“Not to worry, Robin. They’ve got no idea.” Startled, I look around to see who was speaking. I find no one. Was that just a thought? No. Someone is definitely talking directly to me. It is someone in the room, not in my mind. It is someone next to me, or behind me. But who is it? And where is he? Why can’t I see him? “Who are you?” I whisper. “Don’t be afraid. They’ve got no idea.” “Where are you? Why can’t I see you?” I ask silently. “You can’t see me because I don’t want to be seen.”  “Who –“ “Pay attention! Your parents have no idea who you’re dealing with!” Oh my God, it has to be Satan! He is not only putting thoughts in my mind — now he is also talking directly to me in his own voice! My skin itches and I begin to […]

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Focusing on Mental Illness during Mental Health Awareness Month

May is Mental Health Month, or Mental Health Awareness Month. President Harry Truman first declared Mental Health Awareness Month in 1949, when mental health was much less talked-about. It’s safe to say we’ve come a long way since then in our attitudes toward mental health, in what we know about it, and in our treatments for mental health problems. Mental Health America, which leads Mental Health Month each year in May, has chosen “Mind Your Health” as this year’s theme, focusing on the importance of mental health in overall health, including “tips and tools for taking positive actions to protect mental health and promote whole health.”  Indeed, there is no health without mental health (as the MHA motto says), and it’s important for every one of us to remember that we can take steps to keep mentally healthy. But what about mental illness? Is awareness of mental health the same […]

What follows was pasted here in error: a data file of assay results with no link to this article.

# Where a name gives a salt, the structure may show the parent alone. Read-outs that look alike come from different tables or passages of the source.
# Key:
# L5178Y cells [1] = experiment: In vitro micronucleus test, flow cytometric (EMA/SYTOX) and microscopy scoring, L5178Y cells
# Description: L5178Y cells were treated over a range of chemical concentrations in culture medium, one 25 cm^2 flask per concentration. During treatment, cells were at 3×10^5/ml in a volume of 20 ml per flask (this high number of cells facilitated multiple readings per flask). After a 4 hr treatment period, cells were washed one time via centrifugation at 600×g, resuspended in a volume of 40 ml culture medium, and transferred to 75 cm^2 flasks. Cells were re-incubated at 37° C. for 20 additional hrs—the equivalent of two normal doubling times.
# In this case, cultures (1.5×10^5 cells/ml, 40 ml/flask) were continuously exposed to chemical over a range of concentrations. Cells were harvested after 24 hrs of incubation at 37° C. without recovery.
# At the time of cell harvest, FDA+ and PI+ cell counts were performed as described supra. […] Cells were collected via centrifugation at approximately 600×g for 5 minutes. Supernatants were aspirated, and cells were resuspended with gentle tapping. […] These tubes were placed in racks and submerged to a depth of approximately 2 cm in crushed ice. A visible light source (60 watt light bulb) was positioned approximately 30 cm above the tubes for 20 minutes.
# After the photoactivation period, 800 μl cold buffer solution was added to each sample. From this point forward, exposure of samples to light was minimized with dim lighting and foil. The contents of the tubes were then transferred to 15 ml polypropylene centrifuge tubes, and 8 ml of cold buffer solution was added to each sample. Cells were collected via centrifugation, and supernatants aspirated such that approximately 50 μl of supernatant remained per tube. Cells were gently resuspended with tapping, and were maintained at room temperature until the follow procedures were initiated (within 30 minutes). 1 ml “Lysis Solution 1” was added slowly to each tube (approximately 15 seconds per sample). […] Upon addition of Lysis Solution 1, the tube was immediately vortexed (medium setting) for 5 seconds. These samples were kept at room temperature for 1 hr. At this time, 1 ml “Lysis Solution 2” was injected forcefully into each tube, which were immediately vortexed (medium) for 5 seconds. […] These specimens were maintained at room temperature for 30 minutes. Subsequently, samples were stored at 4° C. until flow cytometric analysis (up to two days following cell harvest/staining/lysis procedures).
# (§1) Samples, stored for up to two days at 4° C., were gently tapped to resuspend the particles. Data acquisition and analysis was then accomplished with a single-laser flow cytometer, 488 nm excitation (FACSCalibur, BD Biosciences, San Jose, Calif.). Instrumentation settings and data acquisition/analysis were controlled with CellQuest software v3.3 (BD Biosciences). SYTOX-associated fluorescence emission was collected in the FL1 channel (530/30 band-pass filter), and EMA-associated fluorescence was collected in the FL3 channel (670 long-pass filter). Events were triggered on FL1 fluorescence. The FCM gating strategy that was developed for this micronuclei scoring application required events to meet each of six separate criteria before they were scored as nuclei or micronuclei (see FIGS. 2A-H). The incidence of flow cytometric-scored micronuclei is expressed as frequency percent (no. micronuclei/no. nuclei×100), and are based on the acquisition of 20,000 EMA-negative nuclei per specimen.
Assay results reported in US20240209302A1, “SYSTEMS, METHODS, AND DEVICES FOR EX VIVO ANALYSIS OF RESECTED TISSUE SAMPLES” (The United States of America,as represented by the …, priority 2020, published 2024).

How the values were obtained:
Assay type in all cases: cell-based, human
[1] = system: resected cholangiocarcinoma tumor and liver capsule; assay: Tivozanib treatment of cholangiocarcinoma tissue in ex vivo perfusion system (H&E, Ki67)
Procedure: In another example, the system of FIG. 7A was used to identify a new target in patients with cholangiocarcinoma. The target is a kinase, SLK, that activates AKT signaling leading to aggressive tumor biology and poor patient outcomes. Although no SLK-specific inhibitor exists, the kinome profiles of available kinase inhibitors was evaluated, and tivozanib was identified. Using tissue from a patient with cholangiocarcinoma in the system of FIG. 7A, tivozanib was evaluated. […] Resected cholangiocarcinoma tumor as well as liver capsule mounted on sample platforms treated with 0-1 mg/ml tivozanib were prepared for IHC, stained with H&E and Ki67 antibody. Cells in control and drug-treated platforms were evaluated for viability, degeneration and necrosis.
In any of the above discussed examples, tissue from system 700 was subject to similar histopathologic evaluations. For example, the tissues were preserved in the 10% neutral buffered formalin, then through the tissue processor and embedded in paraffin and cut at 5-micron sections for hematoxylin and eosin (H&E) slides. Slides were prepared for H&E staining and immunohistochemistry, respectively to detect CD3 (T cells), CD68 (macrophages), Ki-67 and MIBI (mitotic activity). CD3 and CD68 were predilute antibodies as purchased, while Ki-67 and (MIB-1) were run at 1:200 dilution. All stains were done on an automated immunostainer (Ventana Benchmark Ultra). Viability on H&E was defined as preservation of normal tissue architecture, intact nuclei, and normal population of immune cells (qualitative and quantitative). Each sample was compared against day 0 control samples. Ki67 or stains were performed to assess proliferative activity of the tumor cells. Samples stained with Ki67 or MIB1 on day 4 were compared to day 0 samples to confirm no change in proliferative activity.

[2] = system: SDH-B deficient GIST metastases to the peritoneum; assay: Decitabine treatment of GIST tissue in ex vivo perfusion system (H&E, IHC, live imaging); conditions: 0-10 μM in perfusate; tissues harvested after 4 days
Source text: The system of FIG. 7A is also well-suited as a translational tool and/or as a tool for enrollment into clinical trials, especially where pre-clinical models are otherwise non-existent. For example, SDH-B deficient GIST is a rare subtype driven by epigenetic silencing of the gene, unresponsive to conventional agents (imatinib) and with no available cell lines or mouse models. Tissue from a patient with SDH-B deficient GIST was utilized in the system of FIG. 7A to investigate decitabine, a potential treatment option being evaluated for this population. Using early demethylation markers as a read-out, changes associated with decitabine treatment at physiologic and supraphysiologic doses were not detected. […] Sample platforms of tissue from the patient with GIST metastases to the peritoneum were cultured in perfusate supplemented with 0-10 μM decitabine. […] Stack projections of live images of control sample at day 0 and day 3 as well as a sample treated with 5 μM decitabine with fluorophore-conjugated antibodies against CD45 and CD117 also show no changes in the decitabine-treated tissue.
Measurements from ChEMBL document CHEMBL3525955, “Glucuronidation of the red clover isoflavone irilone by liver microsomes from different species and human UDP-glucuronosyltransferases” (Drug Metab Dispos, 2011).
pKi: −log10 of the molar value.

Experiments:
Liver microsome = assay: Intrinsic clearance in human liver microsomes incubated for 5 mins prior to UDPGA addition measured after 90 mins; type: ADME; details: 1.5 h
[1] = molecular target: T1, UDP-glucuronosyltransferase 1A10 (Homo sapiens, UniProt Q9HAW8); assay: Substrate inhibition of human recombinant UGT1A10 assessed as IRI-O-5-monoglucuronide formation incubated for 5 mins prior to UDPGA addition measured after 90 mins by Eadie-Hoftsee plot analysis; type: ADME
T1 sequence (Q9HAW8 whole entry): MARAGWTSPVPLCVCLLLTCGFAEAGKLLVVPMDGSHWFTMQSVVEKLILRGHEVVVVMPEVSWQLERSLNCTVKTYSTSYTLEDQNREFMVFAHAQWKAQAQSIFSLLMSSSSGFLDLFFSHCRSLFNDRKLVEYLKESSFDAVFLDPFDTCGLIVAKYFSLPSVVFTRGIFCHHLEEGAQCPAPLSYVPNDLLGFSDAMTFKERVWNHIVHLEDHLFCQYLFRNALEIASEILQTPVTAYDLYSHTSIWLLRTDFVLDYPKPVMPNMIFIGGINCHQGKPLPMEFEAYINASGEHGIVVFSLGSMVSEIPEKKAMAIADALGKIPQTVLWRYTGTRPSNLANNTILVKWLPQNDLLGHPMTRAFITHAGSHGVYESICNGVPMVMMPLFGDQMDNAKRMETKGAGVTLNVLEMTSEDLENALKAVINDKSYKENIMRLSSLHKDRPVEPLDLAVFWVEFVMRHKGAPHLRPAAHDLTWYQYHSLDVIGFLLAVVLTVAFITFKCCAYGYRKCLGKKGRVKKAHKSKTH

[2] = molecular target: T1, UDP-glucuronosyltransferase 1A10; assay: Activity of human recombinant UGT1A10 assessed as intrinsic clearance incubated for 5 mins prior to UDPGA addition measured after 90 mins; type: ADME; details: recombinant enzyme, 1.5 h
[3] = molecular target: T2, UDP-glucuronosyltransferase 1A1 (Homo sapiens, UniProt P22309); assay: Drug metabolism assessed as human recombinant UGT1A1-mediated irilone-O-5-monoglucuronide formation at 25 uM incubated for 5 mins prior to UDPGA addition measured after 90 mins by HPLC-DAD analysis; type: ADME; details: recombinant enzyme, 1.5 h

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Schizophrenia: Change is Afoot . . .

I was diagnosed with schizophrenia in 1956 at thirteen years of age and have lived successfully with this brain disorder for well over 50 years.  Many members of my father’s family had schizophrenia, but I was the first to receive “best practice treatment” over the entire course of my illness, consisting of early intervention, continuity of treatment, medications, and cognitive therapy. This comprehensive treatment approach is rarely available to people with schizophrenia even now. By most standards, I have been successful in my life, particularly in my business career, where I have held senior executive positions with a number of large international corporations and have been instrumental in the formation of several new ventures. People with schizophrenia are not expected to lead such high-achieving lives. In a New York Times opinion piece, Elyn Saks, (a law professor at University of Southern California and winner of a Macarthur “genius” award) writes […]